'When I look in the mirror, I am pleasantly surprised. I can't say my face looks younger, but it definitely has a glow which it lacked before.'
When I arrive at the Hale Clinic, my nerves swell into full-blown panic when Samara tells me to remove my shoes and tights. 'But I'm having a facial!' I protest.
Samara says she works on the whole body, not just the face. I tell her that I hate my feet, but Samara insists she needs access to them as the feet and hands contain the calming and cleansing meridians, and before she can work on my face these must be activated.
'Come on. I've seen worse,' she says encouragingly, before tapping a needle between my big toe and the one next to it. It doesn't hurt, though once the needles are in I can feel a faint tingling sensation.
One by one, she inserts ten needles in my feet, legs, and hands before putting 15 more into my face, head and temples. The experience makes me slightly queasy. But then, suddenly, I relax.
Samara explains: 'The needles between your toes increase blood flow around your body. They target the kidneys and cleanse the system.'
The needles in my legs will help the energy flow to my digestive system which is sluggish, she adds. This accounts, in part, for my grey complexion.
Ancient heritage: Over 2,000 years old, acupuncture is a form of Chinese medicine that treats everything from backache to migraines and fertility problems
When they're removed 30 minutes later I am slightly disoriented, as though I've had a few gin and tonics. Apparently this is normal, the result of a release of feel-good endorphins.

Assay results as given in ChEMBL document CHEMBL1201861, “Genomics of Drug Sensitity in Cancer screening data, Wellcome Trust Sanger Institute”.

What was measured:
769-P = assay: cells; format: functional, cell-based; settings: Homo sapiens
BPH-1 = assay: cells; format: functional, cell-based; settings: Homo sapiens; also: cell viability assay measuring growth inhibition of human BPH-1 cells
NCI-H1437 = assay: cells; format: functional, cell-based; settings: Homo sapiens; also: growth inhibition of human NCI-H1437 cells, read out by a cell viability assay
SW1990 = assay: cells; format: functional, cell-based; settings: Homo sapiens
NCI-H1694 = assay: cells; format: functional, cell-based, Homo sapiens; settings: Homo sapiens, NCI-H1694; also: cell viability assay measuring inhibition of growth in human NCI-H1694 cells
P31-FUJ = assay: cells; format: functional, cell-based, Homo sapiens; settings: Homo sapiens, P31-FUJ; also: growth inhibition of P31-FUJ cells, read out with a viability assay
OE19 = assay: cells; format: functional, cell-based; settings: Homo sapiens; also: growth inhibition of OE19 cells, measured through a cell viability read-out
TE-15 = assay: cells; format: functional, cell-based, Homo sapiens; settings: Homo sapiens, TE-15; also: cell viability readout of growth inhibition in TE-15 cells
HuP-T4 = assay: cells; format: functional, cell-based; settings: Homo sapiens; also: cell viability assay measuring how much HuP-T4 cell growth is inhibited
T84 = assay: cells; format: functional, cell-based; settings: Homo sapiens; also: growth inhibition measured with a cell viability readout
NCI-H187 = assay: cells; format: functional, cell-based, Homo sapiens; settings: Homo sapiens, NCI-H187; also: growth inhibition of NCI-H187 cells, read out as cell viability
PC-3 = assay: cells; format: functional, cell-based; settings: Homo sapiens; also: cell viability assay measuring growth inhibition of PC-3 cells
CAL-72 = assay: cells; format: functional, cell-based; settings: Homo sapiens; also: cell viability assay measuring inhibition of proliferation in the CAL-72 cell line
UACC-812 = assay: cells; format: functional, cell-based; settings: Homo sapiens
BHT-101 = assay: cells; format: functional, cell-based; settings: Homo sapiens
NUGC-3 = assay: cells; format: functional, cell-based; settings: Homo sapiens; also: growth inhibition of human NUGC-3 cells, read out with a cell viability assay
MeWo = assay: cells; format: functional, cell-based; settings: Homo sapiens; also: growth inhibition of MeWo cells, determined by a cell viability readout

When I look in the mirror, I am pleasantly surprised. I can't say my face looks younger, but it definitely has a glow which it lacked before.
Feeling uncharacteristically relaxed, I head off into rush hour. Even an hour-long train delay doesn't send me into my customary paroxysms of fury. I simply smile beatifically.
The next morning, I take a long, hard look at my face in the mirror. My skin looks smoother and my complexion appears brighter. I've definitely got more colour. But the most extraordinary change is that I feel totally angst-free. For the first time in months, I haven't woken up fretting.
My second session is less daunting than the first, and even baring my feet feels like less of a challenge.
The session goes smoothly, I leave, and by 9pm that evening I can barely keep my eyes open. I feel as though I've done a two-hour workout and slope off to bed. I then have one of the best night's sleep I can ever remember.
The unusual dreamy feeling stays with me days later. Even as I'm trying to hit a deadline past midnight I feel oddly carefree.
After three sessions, I can see a definite improvement. My skin is rosier and clearer, my cheeks plumper. The lines around my mouth are less visible, and my forehead unfurrowed.
I look healthier, with a much better complexion than someone whose staple diet consists of doughnuts and coffee deserves.
Samara recommends a further seven to ten sessions for maximum benefit. At £80 a session, facial acupuncture isn't cheap, but compared to around £295 for Botox, it's worth it for the relaxation alone.
Meanwhile, I know I'll never again look like I did in my 20s, but I am at least rediscovering the carefree attitude of my youth.